Granite City High School thinks it has found a fit in its search for a new athletic conference affiliation.
The District 9 Board of Education voted to pursue membership in the South Seven Conference, which would create new regional rivalries for the Warriors in both Althoff and Cahokia, and make its new affiliation a true seven-school league.
School administrators from other South Seven Conference schools must still vote to accept the Warriors, but Granite City Athletic Director John Moad says “it looks like the ball is rolling that way.”
“We play Carbondale in nonconference football and have played Marion, too. We complete against South Seven Conference teams in other sports, too, so there is some famliarity,” Moad said. “I would think it’s a good fit for everybody. It helps with their football schedule because they are always looking to add, and it gives us three teams up here we can play.”
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Granite City school board members voted unanimously in May to end the Warriors’ long-standing membership in the Southwestern Conference, citing both safety and competitive concerns.
The South Seven Conference includes Althoff, Cahokia, Carbondale, Centralia, Marion and Mount Vernon. Both O’Fallon and Edwardsville were members of the South Seven before joining the Southwestern Conference.
With a total enrollment of 1,812, Granite City would be the largest school in the South Seven by far, at least doubling the enrollment of four other schools in the league.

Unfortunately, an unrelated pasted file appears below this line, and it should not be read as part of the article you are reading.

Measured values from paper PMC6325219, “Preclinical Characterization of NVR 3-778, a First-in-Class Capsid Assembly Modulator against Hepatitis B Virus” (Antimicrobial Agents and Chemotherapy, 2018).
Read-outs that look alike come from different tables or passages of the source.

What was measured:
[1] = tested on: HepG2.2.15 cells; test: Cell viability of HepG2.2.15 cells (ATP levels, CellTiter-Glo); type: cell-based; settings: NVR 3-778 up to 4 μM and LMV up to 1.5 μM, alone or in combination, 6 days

I would think it’s a good fit for everybody. It helps with their football schedule because they are always looking to add, and it gives us three teams up here we can play.
John Moad, Granite City Athletic Director
South Seven Conference president Keith Oates, superintendent at Marion High School, will be away from the district office through the weekend and was not available to comment. It has not yet been determined when members schools will vote on Granite City’s membership application.
Should Granite City get the nod to join the league, Althoff Athletic Director Greg Lieb will be among those to welcome the addition.
“It will create an odd number of teams, which cause some scheduling problems. But scheduling is a nightmare anytime. It just means that one team will have to have a bye that week,” Leib said. “Having Granite City will create another rivalry that is within a 40-minute radius.
“Granite City has a rich athletic tradition, and in some of the sports in which they excel, it will force us to raise our level of play. The competition will be very good for everybody.”
Granite City’s decision to leave the Southwestern Conference stemmed from a Feb. 21 basketball game at East St. Louis, Superintendent Jim Greenwald said following the board’s May vote.
The game was suspended, both teams took a forfeit loss and the Granite City players and cheerleaders were escorted by police to their team bus amid reports that a student had brought a gun into the gym.
A gun was never recovered, and no charges have been filed. Greenwald petitioned other Southwestern Conference schools, however, to install metal detectors at gym entrances, similar to those at Granite City. When the petition was rebuffed, District 9 voted to seek a new conference.
“It’s sad to leave the Southwestern Conference, but as we’ve said all along, we have to do what we feel is best for the kids and best for Granite City,” Moad said.
Granite City was a charter member of the Southwestern Conference, which formed in 1923. It left the conference in 1975, when the district split into two schools, but rejoined in 1985 when the second campus closed.